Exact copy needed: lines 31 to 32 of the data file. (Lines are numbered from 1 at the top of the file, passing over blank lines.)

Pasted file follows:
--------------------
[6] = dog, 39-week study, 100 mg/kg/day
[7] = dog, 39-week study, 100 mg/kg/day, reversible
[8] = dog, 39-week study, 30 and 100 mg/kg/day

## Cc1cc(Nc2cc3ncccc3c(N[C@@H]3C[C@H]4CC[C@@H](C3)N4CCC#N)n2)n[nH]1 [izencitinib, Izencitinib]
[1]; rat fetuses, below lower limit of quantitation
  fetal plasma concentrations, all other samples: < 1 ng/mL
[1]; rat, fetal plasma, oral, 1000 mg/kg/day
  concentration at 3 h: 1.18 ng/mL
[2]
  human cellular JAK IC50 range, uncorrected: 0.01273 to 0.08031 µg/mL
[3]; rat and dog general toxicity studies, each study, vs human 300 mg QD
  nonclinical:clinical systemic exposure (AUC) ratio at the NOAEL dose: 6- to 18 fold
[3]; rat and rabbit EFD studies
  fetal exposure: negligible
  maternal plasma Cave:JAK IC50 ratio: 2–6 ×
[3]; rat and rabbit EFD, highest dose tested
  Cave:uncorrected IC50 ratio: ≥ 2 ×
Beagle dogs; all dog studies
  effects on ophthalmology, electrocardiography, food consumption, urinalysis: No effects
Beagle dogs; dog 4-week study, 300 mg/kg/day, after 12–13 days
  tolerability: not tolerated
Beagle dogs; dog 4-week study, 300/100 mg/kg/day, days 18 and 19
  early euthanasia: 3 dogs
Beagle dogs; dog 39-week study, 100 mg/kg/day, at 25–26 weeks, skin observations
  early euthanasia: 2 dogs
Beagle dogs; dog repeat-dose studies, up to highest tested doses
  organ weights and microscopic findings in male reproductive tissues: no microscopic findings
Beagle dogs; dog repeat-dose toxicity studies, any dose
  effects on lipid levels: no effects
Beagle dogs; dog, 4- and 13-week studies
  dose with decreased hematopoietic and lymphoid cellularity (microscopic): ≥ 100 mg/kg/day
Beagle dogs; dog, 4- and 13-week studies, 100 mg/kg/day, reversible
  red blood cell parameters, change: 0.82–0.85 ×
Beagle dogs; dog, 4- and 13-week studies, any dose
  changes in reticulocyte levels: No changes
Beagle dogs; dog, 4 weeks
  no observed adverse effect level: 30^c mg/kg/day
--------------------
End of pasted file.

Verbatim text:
  dose with decreased hematopoietic and lymphoid cellularity (microscopic): ≥ 100 mg/kg/day
Beagle dogs; dog, 4- and 13-week studies, 100 mg/kg/day, reversible